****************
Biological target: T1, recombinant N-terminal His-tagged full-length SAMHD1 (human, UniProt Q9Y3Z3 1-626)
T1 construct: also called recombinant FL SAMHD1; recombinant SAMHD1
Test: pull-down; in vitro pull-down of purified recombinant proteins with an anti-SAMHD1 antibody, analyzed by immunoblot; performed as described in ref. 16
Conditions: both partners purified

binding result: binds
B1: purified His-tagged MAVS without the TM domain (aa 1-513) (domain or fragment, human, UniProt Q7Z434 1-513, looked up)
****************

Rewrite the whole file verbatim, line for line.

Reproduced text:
Biological target: T1, recombinant N-terminal His-tagged full-length SAMHD1 (human, UniProt Q9Y3Z3 1-626)
T1 construct: also called recombinant FL SAMHD1; recombinant SAMHD1
Test: pull-down; in vitro pull-down of purified recombinant proteins with an anti-SAMHD1 antibody, analyzed by immunoblot; performed as described in ref. 16
Conditions: both partners purified

binding result: binds
B1: purified His-tagged MAVS without the TM domain (aa 1-513) (domain or fragment, human, UniProt Q7Z434 1-513, looked up)